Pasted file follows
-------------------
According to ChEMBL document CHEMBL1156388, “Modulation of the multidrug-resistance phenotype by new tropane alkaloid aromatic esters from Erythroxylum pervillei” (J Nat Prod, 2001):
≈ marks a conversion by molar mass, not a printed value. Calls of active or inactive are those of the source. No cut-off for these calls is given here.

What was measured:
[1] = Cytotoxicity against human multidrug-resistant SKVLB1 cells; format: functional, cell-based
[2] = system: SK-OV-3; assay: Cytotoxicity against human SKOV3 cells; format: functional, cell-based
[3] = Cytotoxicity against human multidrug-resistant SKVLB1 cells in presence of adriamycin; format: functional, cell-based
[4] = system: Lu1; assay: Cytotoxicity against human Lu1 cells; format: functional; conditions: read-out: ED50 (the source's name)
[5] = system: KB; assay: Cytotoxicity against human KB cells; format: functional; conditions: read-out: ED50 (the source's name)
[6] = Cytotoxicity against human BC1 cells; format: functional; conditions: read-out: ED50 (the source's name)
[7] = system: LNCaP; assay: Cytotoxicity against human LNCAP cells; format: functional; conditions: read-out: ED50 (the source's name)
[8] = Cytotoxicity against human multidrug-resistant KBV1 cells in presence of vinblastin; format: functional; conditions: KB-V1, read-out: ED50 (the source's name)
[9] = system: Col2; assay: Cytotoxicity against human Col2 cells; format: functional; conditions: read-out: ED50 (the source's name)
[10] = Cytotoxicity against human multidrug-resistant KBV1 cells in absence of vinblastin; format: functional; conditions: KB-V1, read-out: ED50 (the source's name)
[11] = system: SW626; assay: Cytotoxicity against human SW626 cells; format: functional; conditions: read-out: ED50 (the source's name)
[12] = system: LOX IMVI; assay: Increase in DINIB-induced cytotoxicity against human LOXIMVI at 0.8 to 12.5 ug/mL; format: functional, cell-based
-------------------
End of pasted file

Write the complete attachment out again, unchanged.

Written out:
According to ChEMBL document CHEMBL1156388, “Modulation of the multidrug-resistance phenotype by new tropane alkaloid aromatic esters from Erythroxylum pervillei” (J Nat Prod, 2001):
≈ marks a conversion by molar mass, not a printed value. Calls of active or inactive are those of the source. No cut-off for these calls is given here.

What was measured:
[1] = Cytotoxicity against human multidrug-resistant SKVLB1 cells; format: functional, cell-based
[2] = system: SK-OV-3; assay: Cytotoxicity against human SKOV3 cells; format: functional, cell-based
[3] = Cytotoxicity against human multidrug-resistant SKVLB1 cells in presence of adriamycin; format: functional, cell-based
[4] = system: Lu1; assay: Cytotoxicity against human Lu1 cells; format: functional; conditions: read-out: ED50 (the source's name)
[5] = system: KB; assay: Cytotoxicity against human KB cells; format: functional; conditions: read-out: ED50 (the source's name)
[6] = Cytotoxicity against human BC1 cells; format: functional; conditions: read-out: ED50 (the source's name)
[7] = system: LNCaP; assay: Cytotoxicity against human LNCAP cells; format: functional; conditions: read-out: ED50 (the source's name)
[8] = Cytotoxicity against human multidrug-resistant KBV1 cells in presence of vinblastin; format: functional; conditions: KB-V1, read-out: ED50 (the source's name)
[9] = system: Col2; assay: Cytotoxicity against human Col2 cells; format: functional; conditions: read-out: ED50 (the source's name)
[10] = Cytotoxicity against human multidrug-resistant KBV1 cells in absence of vinblastin; format: functional; conditions: KB-V1, read-out: ED50 (the source's name)
[11] = system: SW626; assay: Cytotoxicity against human SW626 cells; format: functional; conditions: read-out: ED50 (the source's name)
[12] = system: LOX IMVI; assay: Increase in DINIB-induced cytotoxicity against human LOXIMVI at 0.8 to 12.5 ug/mL; format: functional, cell-based